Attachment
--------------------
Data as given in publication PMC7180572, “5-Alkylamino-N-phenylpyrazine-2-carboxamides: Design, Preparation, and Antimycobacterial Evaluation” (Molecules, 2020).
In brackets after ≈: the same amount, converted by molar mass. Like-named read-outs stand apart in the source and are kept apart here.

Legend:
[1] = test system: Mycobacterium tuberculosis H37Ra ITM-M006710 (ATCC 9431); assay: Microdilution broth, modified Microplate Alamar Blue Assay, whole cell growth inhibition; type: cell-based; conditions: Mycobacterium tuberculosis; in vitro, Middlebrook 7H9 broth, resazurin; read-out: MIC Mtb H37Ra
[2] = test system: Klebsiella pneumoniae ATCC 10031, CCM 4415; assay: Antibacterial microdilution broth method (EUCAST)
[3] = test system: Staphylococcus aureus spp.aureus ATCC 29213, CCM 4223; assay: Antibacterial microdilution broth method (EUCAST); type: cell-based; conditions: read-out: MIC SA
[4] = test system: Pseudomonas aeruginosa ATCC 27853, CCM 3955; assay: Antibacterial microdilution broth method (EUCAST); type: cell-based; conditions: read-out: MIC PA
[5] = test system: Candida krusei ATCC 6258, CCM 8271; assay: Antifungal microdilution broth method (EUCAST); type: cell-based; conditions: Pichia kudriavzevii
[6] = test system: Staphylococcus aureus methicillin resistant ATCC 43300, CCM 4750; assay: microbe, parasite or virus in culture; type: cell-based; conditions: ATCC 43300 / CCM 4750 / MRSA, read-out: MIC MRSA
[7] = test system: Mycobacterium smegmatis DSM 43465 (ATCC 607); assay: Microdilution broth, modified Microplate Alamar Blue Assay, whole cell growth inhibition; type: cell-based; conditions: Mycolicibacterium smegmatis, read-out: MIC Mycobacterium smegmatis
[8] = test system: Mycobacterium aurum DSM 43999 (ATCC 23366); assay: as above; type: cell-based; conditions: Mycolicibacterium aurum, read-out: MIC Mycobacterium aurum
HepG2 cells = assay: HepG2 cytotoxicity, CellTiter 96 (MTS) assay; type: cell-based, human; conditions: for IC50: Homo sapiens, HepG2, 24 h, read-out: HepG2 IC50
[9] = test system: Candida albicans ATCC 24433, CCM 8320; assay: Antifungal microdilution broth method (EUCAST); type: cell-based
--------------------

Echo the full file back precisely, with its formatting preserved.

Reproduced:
Data as given in publication PMC7180572, “5-Alkylamino-N-phenylpyrazine-2-carboxamides: Design, Preparation, and Antimycobacterial Evaluation” (Molecules, 2020).
In brackets after ≈: the same amount, converted by molar mass. Like-named read-outs stand apart in the source and are kept apart here.

Legend:
[1] = test system: Mycobacterium tuberculosis H37Ra ITM-M006710 (ATCC 9431); assay: Microdilution broth, modified Microplate Alamar Blue Assay, whole cell growth inhibition; type: cell-based; conditions: Mycobacterium tuberculosis; in vitro, Middlebrook 7H9 broth, resazurin; read-out: MIC Mtb H37Ra
[2] = test system: Klebsiella pneumoniae ATCC 10031, CCM 4415; assay: Antibacterial microdilution broth method (EUCAST)
[3] = test system: Staphylococcus aureus spp.aureus ATCC 29213, CCM 4223; assay: Antibacterial microdilution broth method (EUCAST); type: cell-based; conditions: read-out: MIC SA
[4] = test system: Pseudomonas aeruginosa ATCC 27853, CCM 3955; assay: Antibacterial microdilution broth method (EUCAST); type: cell-based; conditions: read-out: MIC PA
[5] = test system: Candida krusei ATCC 6258, CCM 8271; assay: Antifungal microdilution broth method (EUCAST); type: cell-based; conditions: Pichia kudriavzevii
[6] = test system: Staphylococcus aureus methicillin resistant ATCC 43300, CCM 4750; assay: microbe, parasite or virus in culture; type: cell-based; conditions: ATCC 43300 / CCM 4750 / MRSA, read-out: MIC MRSA
[7] = test system: Mycobacterium smegmatis DSM 43465 (ATCC 607); assay: Microdilution broth, modified Microplate Alamar Blue Assay, whole cell growth inhibition; type: cell-based; conditions: Mycolicibacterium smegmatis, read-out: MIC Mycobacterium smegmatis
[8] = test system: Mycobacterium aurum DSM 43999 (ATCC 23366); assay: as above; type: cell-based; conditions: Mycolicibacterium aurum, read-out: MIC Mycobacterium aurum
HepG2 cells = assay: HepG2 cytotoxicity, CellTiter 96 (MTS) assay; type: cell-based, human; conditions: for IC50: Homo sapiens, HepG2, 24 h, read-out: HepG2 IC50
[9] = test system: Candida albicans ATCC 24433, CCM 8320; assay: Antifungal microdilution broth method (EUCAST); type: cell-based